234 Laundry Detergents
203 Procedure
204 Results
207 Variables & Constants
4.3 Models- Atomic
53 Displacing Copper
270 Dissolving
118 Metho and Water
4.6.1 Energy
290 Elastic Collisions
250 Elastic Energy
136 Pendulum 1
4.6.2 Forces
257 Force Fields
258 Magnetism
4.6.3 Electrical Energy
74 Fuses
251 Power
4.6.4 Electrical Energy
294 Green Plants?
80 Guitar Science
82 Harmonic Bunsen
102 Kazoo
110 Long Springs
4.6.5 Spectrum
195 Wave Tank
Colour Wheel
4.6.6 Heat Energy
43 Convection
65 ExpanSion in Solids
83 Heat Absorption
4.6.7 Friction
73 Friction
4.6.8 Electrostatics
15 Bending Water
247 Electric Wind
248 Electron Attractions
185 Van de Graaf 1
186 Van De Graaf 2
4.6.9 Magnetism 4.7.6 Compounds
284 Invisible Force 32 Chlorine
258 Magnetism 230 Consumer Science
4.7.1 Kinetic Theory 61 Empirical Formula
75 Gas Diffusion 1 98 Invisible Ink
76 Gas Diffusion 2 101 Iron Sulfide
84 HeatIT emp 1 4.8.1 Cells
108 Liquid Diffusion 120 Microbes
180 Thermocouples 140 Photosynthesis 1
4.7.2 Matter/Density/Pressure
6 Aerodynamics 4.8.2 Living Things
16 Bernoulli Effect 2 A Leaf is a Leaf
26 Cartesian Diver 277 Arthropod Art
45 Crystal Forms 126 Nematodes
69 Floating Iron 109 Living Fire
72 Fountain Expt 4.8.3 Plant Tissues
85 HeatIT emp 2 295 Leaf Section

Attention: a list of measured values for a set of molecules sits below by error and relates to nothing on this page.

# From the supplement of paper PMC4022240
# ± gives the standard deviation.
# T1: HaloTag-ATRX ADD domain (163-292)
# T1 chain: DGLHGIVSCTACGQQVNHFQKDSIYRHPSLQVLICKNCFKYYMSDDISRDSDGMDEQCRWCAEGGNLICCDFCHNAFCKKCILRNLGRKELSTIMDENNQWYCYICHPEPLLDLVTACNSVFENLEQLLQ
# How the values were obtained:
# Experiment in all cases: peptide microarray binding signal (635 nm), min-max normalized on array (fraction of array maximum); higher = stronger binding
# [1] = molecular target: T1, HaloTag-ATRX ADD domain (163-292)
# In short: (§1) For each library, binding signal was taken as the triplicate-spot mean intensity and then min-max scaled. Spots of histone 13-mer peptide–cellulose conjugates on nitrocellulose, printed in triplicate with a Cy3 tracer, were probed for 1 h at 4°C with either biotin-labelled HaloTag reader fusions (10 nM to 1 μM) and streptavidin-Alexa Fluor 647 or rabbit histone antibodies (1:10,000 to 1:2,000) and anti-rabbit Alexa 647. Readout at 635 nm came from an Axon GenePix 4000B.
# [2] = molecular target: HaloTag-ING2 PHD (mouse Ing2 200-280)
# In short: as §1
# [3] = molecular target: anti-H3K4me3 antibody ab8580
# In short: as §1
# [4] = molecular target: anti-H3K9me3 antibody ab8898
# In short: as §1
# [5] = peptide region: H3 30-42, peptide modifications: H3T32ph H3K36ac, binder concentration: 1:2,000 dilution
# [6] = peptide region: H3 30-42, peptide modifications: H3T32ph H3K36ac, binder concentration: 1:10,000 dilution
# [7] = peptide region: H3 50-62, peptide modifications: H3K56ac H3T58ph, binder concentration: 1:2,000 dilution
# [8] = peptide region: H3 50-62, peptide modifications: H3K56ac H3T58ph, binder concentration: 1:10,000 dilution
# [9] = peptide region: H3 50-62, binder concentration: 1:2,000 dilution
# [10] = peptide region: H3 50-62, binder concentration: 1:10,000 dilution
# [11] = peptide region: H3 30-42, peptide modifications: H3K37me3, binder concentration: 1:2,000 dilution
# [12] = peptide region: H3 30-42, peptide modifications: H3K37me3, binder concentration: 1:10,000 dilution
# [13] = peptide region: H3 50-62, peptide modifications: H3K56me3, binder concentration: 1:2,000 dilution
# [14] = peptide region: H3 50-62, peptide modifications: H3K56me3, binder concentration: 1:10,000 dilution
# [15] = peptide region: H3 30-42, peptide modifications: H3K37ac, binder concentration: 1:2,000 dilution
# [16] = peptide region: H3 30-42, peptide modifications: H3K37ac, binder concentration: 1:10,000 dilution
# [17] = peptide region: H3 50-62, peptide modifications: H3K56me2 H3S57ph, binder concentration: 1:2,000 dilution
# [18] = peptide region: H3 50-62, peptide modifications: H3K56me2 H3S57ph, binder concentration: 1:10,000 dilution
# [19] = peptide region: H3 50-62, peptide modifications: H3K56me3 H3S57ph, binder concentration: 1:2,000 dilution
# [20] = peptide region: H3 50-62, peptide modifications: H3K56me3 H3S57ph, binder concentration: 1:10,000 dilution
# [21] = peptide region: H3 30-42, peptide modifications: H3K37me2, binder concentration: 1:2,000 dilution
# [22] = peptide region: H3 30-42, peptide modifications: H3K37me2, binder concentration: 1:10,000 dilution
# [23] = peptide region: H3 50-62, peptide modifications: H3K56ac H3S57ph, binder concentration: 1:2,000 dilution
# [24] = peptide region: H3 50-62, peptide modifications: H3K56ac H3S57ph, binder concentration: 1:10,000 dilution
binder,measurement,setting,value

86 Hot air Balloon 128 Osmosis
89 Hydrogen Balloons 129 Osmosis 2
93 Instant Hydrometer 159 Seed Needs
255 Streamlining 169 Stomates
170 Suction Fiction 199 Xylem Tubes
173 Super Balloons 4.8.4 Diversity
178 Temp versus Heat 96 Invertebrates 2
194 Water Rocket 157 Respiration
4.7.3 Changes of State 4.8.5 Body Systems
268 Electrolytes 42 Coloured Fire
68 Fire without Burning 264 Enzymes 1
271 Hot Cooling 70 Food Tests
91 Ice Cream 87 Human Power
287 Kinetic Corn 267 Rubber Bones
105 Latent Heat 4.9.1 Earth and Planets
107 Liquid Air 106 Latitude
168 States of Iodine 117 Measuring the Earth
4.7.4 Elements 172 Sunspots
285 Alloys 179 The Seasons
33 Chlorophyll Types 256 Angular Momentum
58 Electrolysis 4.9.4 Atmosphere
88 Hydrogen 79 Green House Effect
133 Oxygen 112 Making Clouds
4.7.5 Mixtures 116 Measuring Clouds
3 Adsorbtion 134 Oxygen in Air
34 Chromatography 224 Tin Canometer
231 Cosmetics 1 4.9.5 Hydrosphere
232 Cosmetics 2 300 Softening Water
233 Cosmetics 3 184 Vacuum Boiling
47 Crystal Garden 90 Hydrophilic! phobic
54 DISTILLATION 175 Surface Tension Boats
67 Filtration
286 Indelible Chalk
Links to NSW 1999 Stage 4/5 Syllabus
4.9.6 Rocks & Minerals
46 Crystal Forms 1
49 Crystal Size
113 Making Rocks
297 Rock Types
298 Weathering
5.2 Scientific method
214 Blind Trial
215 Double Blind Trial
209 Graphs 2
210 Hypothesis
299 Mystery Solution
211 Parameters
212 Replicates
213 Sampling
235 Window Cleaners
5.6.1 Waves
37 Coat Hanger Bell
161 Senses - Hearing
165 Sound Cannon
167 Speed of Sound
196 Waves In Strings
5.6.2 Motion
244 Series and Parallel
181 Ticker Timer 1
188 Video Expt 1
191 Water & Electrons
5.6.3 Circuits
48 Crystal Set
95 Internal Resistance
125 Morse Code
241 Fire Alarm
246 Power
282 Electromagnets 1
5.6.4 Light
272 Concave Lens
273 Concave Mirror
274 Convex Lens
275 Convex Mirror
276 Flat Mirror
155 Red is Black
156 Refractive Index
5.6.5 Nuclear Physics
291 Chain reaction
97 Invisible beams
149 Quantum Leaps
5.6.6 Mass and Weight
240 Antigravity
22 Buoyancy
114 Mass of Air 1
115 Mass of Air 2
89 Hydrogen balloons
5.7.1 Atomic Theory
52 Discharge Tubes